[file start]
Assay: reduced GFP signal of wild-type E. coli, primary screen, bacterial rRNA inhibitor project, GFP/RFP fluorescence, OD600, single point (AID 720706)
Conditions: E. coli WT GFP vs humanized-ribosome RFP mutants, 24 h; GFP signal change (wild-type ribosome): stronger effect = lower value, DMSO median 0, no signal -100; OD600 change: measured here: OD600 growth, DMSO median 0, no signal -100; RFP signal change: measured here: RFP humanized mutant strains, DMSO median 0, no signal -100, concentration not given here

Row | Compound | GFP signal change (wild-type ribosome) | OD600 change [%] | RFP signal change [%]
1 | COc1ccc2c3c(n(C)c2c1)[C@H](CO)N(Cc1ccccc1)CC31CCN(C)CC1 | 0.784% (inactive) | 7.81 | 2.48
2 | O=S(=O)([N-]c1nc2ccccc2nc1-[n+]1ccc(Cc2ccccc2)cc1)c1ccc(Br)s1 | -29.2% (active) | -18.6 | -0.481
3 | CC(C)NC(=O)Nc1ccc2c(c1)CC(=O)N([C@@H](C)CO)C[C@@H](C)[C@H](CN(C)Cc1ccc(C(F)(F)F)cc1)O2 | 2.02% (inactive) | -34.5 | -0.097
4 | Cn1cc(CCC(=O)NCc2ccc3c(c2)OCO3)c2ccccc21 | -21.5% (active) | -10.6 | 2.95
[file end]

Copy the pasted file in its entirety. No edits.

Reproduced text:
Assay: reduced GFP signal of wild-type E. coli, primary screen, bacterial rRNA inhibitor project, GFP/RFP fluorescence, OD600, single point (AID 720706)
Conditions: E. coli WT GFP vs humanized-ribosome RFP mutants, 24 h; GFP signal change (wild-type ribosome): stronger effect = lower value, DMSO median 0, no signal -100; OD600 change: measured here: OD600 growth, DMSO median 0, no signal -100; RFP signal change: measured here: RFP humanized mutant strains, DMSO median 0, no signal -100, concentration not given here

Row | Compound | GFP signal change (wild-type ribosome) | OD600 change [%] | RFP signal change [%]
1 | COc1ccc2c3c(n(C)c2c1)[C@H](CO)N(Cc1ccccc1)CC31CCN(C)CC1 | 0.784% (inactive) | 7.81 | 2.48
2 | O=S(=O)([N-]c1nc2ccccc2nc1-[n+]1ccc(Cc2ccccc2)cc1)c1ccc(Br)s1 | -29.2% (active) | -18.6 | -0.481
3 | CC(C)NC(=O)Nc1ccc2c(c1)CC(=O)N([C@@H](C)CO)C[C@@H](C)[C@H](CN(C)Cc1ccc(C(F)(F)F)cc1)O2 | 2.02% (inactive) | -34.5 | -0.097
4 | Cn1cc(CCC(=O)NCc2ccc3c(c2)OCO3)c2ccccc21 | -21.5% (active) | -10.6 | 2.95